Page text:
Some of you may be surprised to see such numbers but I have seen this more than I would like to admit and am no longer shocked. I’m realizing after talking to certain sellers that there is psychologically some mental block on realistically evaluating your own property. You can run the numbers hypothetically to a non-owner and they will objectively say “oh yeah, that price doesn’t make sense considering stalling appreciation and the area income base.” But once they become owners a switch goes off in the noggin and we suddenly hear, “well you need to realize that over the long-run, real estate always goes up. And renting is the equivalent to flushing your money down a porcelain toilet.” From 1994 to 2003, a period of 9 years this place had an annual average percent gain of approximately 9.8 percent. Not a bad track record for a decade. But let us take a look at the price gain from 2003 to 2006. In this timeframe, the price went from $255,000 to $450,000, a nominal gain of $195,000. During these 2.5 years the average annual percent gain was get this, approximately 32.9 percent! Bwahaha! Oh wait, it gets better. On the next time frame from 2006 to 2006, we see the price jump from $450,000 to $575,000. This is a nominal gain of $125,000 in 7 months or if you want to look at it another way, the actual total sales price of this same home in 1994. Since we didn’t go one year before trading hands, what does the percent gain work out to? This number should cement in your psyche why we are in a historical bubble; the percent gain over 7 months equates to approximately 28 percent! So for 4 consecutive years this home had annual gains of 30 percent. In four years this home has increased in value by an amazing $320,000.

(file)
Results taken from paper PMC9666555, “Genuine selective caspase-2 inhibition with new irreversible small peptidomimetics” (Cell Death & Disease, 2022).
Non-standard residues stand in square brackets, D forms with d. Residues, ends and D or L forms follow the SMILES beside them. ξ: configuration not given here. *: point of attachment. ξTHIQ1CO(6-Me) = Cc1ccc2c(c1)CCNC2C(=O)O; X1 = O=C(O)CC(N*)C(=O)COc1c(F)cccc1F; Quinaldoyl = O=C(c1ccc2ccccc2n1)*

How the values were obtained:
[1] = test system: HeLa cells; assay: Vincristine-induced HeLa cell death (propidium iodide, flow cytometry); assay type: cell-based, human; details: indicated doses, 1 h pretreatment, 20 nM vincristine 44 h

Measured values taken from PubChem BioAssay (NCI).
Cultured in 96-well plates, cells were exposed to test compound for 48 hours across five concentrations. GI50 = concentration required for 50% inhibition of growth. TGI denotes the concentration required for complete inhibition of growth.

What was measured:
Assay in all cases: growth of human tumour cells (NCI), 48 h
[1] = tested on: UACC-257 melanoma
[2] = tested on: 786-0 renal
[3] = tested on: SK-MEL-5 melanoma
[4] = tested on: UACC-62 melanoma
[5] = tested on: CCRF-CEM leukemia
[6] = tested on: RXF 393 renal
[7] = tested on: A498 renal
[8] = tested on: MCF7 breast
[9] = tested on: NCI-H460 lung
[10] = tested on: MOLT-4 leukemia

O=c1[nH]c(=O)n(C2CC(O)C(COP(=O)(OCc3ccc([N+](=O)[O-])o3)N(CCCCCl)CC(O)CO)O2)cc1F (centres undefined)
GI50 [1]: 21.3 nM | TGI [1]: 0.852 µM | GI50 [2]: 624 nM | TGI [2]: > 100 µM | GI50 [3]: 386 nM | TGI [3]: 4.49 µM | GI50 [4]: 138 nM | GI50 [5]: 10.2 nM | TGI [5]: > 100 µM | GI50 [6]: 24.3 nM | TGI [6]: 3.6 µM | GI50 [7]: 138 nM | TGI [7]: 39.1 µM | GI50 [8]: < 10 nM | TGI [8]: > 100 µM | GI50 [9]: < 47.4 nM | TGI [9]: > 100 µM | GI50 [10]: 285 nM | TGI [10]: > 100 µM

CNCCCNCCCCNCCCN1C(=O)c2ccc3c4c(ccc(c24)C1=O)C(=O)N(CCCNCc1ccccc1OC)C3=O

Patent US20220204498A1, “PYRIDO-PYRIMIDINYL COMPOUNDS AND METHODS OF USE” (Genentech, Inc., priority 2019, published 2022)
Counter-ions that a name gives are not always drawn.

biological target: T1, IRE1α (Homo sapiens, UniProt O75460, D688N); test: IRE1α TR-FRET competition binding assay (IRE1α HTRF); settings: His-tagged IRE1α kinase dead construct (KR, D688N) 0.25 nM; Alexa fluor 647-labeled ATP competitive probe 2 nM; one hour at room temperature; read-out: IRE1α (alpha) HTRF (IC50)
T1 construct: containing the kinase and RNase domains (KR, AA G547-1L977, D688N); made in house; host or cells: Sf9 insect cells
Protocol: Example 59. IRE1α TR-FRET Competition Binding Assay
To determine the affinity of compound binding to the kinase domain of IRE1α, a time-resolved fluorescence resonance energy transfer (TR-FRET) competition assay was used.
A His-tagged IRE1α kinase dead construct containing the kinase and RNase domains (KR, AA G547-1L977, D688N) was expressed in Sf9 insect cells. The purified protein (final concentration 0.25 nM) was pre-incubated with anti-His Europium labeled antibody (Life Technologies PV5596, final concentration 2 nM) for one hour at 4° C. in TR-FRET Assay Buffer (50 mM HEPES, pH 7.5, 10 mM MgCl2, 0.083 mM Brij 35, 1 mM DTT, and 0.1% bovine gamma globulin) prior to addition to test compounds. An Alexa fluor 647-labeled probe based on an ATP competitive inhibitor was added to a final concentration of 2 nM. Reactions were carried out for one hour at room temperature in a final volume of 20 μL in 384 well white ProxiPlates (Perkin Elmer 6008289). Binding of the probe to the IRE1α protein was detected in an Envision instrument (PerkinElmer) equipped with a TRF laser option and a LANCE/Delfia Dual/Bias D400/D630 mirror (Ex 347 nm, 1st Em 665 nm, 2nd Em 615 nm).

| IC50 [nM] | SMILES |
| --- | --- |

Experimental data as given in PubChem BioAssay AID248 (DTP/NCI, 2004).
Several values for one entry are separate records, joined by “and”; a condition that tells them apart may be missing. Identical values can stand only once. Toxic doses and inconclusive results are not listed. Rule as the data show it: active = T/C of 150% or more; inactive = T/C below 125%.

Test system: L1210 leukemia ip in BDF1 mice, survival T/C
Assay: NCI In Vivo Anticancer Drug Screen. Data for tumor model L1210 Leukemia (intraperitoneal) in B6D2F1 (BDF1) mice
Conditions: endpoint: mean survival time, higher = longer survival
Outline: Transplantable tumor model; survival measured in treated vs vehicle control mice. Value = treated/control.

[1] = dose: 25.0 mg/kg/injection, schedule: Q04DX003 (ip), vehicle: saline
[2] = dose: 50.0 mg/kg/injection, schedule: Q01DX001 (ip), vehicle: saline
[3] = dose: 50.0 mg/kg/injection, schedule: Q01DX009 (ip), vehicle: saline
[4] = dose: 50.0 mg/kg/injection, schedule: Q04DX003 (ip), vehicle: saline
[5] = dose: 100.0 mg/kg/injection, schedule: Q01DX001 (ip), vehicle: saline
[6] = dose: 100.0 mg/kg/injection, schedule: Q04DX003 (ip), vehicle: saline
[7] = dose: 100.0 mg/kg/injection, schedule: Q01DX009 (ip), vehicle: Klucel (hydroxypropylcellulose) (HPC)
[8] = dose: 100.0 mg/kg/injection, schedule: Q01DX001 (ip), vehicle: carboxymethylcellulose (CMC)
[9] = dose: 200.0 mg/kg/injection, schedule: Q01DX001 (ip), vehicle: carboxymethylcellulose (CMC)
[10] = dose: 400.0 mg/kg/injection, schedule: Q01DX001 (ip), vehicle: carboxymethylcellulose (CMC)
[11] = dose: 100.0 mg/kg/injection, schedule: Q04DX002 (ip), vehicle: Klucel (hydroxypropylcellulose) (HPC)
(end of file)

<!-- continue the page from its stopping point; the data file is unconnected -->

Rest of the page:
People must be making a boat load of money in this area right? It is always sobering to look at the area demographics. Let us take a look at some numbers pertinent to this area:

Average Household Income: $63,377

So let us assume the average household was to purchase this home. How would their budget look like?

PITI: $3,968 - with $28,750 (5 percent) down and current jumbo rates

Net Income: $4,188 - filing in California as married with 2 exemptions

So this family has a net disposable income of $220 after paying their mortgage principal, interest, taxes, and insurance. No wonder why folks in California went interest only or with option ARMS since it was the only way they were going to squeeze into these absurd prices without eating mac and cheese and a steady diet of tortillas and cheap beer.

Today we salute you Torrance with our Real Home of Genius Award.



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11 Comments:

Dragant said...

Dr.
Why are the futures trading on the Case-Shiller only predicting a 15% decline for LA by 2010? Based on houses such as these, will the decline not be more severe?

The North Coast said...

Dear Dr, this house would NOT be considered a "starter" house by 95% of the population.

This house would be considered Unfit For Human Habitation by about 85% of the population. I hope the interior is better than the exterior.

Before I started reading your blog, I assumed that such prices for such substard dwellings was based on the value of the lot upzoned for a 40 story luxury condo tower. I thought, ahhhhhh, they are "gentrifying" these neighborhoods and tearing everything down to build luxury stuff. It's hard to believe real people are pledging real money to buy this stuff.